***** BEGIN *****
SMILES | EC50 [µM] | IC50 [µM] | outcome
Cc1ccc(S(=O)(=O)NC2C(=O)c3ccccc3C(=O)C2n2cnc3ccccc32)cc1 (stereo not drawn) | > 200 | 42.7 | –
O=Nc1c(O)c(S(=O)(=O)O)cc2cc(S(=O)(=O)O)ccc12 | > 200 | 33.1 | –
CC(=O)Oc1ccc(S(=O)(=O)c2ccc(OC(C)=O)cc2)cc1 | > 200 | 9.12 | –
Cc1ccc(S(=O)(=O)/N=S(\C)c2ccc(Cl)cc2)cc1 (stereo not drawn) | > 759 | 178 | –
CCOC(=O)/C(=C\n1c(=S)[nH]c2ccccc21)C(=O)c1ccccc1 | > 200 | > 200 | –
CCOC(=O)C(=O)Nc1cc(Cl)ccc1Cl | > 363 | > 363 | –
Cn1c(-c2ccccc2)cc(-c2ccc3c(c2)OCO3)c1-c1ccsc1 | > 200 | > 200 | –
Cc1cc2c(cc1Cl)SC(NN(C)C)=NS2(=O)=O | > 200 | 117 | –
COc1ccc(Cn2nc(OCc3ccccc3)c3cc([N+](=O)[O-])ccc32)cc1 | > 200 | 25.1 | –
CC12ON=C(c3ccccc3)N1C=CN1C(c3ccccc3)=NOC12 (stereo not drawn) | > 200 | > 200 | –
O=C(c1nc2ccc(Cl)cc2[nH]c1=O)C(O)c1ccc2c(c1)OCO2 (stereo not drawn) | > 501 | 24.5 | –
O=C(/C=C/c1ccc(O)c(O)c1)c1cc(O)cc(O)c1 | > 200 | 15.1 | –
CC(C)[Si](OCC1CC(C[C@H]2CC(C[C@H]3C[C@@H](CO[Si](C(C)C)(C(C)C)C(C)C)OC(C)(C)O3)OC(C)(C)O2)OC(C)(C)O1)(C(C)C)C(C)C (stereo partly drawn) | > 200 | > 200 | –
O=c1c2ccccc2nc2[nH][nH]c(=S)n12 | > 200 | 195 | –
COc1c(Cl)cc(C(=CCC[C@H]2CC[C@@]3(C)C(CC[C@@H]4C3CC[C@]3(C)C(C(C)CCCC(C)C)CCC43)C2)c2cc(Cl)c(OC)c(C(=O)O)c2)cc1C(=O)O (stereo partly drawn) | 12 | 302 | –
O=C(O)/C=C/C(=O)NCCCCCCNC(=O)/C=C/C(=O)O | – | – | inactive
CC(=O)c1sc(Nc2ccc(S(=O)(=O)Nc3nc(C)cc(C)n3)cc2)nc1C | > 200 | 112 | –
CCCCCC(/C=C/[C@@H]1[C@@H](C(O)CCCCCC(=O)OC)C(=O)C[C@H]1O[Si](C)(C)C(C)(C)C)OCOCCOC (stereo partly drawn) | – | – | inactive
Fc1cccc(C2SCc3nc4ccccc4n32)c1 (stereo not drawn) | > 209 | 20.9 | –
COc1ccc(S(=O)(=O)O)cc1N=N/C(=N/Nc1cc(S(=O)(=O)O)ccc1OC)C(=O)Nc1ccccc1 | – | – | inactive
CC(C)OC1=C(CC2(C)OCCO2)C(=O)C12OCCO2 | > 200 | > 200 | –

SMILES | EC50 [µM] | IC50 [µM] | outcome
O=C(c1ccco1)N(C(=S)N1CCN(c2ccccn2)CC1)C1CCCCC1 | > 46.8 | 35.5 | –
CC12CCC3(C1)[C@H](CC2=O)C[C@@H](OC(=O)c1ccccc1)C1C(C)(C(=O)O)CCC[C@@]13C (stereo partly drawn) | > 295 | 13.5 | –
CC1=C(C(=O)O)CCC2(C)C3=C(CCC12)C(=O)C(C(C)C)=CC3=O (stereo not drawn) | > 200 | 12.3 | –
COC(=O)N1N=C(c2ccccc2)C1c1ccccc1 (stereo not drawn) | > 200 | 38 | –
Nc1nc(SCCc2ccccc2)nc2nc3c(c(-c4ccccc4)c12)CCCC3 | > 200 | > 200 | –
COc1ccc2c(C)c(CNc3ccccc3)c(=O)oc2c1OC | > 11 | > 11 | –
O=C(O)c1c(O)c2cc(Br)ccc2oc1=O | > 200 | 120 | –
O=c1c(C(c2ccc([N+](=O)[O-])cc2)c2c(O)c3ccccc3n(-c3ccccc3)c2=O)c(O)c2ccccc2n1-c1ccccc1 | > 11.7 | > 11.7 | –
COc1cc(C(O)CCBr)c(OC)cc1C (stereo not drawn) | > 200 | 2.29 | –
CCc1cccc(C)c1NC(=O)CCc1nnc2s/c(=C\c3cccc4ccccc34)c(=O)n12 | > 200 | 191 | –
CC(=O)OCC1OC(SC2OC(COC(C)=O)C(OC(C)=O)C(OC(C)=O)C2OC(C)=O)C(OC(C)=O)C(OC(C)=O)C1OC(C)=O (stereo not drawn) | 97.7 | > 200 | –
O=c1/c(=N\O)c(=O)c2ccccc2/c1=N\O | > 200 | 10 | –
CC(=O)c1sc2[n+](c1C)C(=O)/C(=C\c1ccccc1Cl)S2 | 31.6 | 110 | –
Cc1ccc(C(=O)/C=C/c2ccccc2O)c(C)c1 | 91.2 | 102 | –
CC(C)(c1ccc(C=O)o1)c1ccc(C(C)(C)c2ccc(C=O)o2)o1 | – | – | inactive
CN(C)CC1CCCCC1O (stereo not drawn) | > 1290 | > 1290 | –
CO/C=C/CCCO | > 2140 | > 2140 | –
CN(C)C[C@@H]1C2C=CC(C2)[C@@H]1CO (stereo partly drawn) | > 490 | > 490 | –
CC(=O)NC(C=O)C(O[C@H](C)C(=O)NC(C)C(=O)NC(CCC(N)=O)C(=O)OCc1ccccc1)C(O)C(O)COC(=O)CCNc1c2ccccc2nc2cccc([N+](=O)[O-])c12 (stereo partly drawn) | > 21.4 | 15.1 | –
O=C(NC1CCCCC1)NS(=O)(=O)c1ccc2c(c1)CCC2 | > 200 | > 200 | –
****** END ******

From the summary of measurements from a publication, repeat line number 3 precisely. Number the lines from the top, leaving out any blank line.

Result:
O=Nc1c(O)c(S(=O)(=O)O)cc2cc(S(=O)(=O)O)ccc12 | > 200 | 33.1 | –